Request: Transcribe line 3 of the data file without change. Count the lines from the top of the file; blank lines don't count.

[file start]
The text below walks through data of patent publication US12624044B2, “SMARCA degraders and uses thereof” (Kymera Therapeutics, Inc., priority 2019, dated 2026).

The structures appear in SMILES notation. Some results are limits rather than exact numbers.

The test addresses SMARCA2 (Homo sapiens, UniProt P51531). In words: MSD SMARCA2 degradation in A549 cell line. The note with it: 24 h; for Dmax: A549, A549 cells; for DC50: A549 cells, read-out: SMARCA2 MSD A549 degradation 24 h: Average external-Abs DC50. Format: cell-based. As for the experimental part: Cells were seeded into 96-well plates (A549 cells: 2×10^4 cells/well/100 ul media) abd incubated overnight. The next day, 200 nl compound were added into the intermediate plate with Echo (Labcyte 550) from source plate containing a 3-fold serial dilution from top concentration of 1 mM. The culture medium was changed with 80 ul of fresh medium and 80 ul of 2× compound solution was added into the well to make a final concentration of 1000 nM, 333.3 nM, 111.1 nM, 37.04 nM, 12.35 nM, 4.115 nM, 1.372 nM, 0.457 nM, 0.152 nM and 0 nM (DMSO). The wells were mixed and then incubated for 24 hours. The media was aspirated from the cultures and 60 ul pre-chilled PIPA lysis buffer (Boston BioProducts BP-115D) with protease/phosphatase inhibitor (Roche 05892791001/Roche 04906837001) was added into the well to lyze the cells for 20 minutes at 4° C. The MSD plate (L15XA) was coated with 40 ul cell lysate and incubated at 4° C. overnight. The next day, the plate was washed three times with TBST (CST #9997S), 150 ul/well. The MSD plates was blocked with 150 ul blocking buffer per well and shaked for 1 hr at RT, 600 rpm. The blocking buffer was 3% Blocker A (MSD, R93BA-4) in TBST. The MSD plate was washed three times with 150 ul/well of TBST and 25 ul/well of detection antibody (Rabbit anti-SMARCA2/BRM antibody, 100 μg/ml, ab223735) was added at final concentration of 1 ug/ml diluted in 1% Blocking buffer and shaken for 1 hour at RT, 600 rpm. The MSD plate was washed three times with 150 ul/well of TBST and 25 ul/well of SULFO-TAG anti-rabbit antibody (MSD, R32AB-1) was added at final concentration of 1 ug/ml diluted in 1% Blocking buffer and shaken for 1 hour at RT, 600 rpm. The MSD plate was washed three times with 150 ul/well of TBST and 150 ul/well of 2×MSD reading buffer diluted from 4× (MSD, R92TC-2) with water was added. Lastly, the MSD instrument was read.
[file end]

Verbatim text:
The test addresses SMARCA2 (Homo sapiens, UniProt P51531). In words: MSD SMARCA2 degradation in A549 cell line. The note with it: 24 h; for Dmax: A549, A549 cells; for DC50: A549 cells, read-out: SMARCA2 MSD A549 degradation 24 h: Average external-Abs DC50. Format: cell-based. As for the experimental part: Cells were seeded into 96-well plates (A549 cells: 2×10^4 cells/well/100 ul media) abd incubated overnight. The next day, 200 nl compound were added into the intermediate plate with Echo (Labcyte 550) from source plate containing a 3-fold serial dilution from top concentration of 1 mM. The culture medium was changed with 80 ul of fresh medium and 80 ul of 2× compound solution was added into the well to make a final concentration of 1000 nM, 333.3 nM, 111.1 nM, 37.04 nM, 12.35 nM, 4.115 nM, 1.372 nM, 0.457 nM, 0.152 nM and 0 nM (DMSO). The wells were mixed and then incubated for 24 hours. The media was aspirated from the cultures and 60 ul pre-chilled PIPA lysis buffer (Boston BioProducts BP-115D) with protease/phosphatase inhibitor (Roche 05892791001/Roche 04906837001) was added into the well to lyze the cells for 20 minutes at 4° C. The MSD plate (L15XA) was coated with 40 ul cell lysate and incubated at 4° C. overnight. The next day, the plate was washed three times with TBST (CST #9997S), 150 ul/well. The MSD plates was blocked with 150 ul blocking buffer per well and shaked for 1 hr at RT, 600 rpm. The blocking buffer was 3% Blocker A (MSD, R93BA-4) in TBST. The MSD plate was washed three times with 150 ul/well of TBST and 25 ul/well of detection antibody (Rabbit anti-SMARCA2/BRM antibody, 100 μg/ml, ab223735) was added at final concentration of 1 ug/ml diluted in 1% Blocking buffer and shaken for 1 hour at RT, 600 rpm. The MSD plate was washed three times with 150 ul/well of TBST and 25 ul/well of SULFO-TAG anti-rabbit antibody (MSD, R32AB-1) was added at final concentration of 1 ug/ml diluted in 1% Blocking buffer and shaken for 1 hour at RT, 600 rpm. The MSD plate was washed three times with 150 ul/well of TBST and 150 ul/well of 2×MSD reading buffer diluted from 4× (MSD, R92TC-2) with water was added. Lastly, the MSD instrument was read.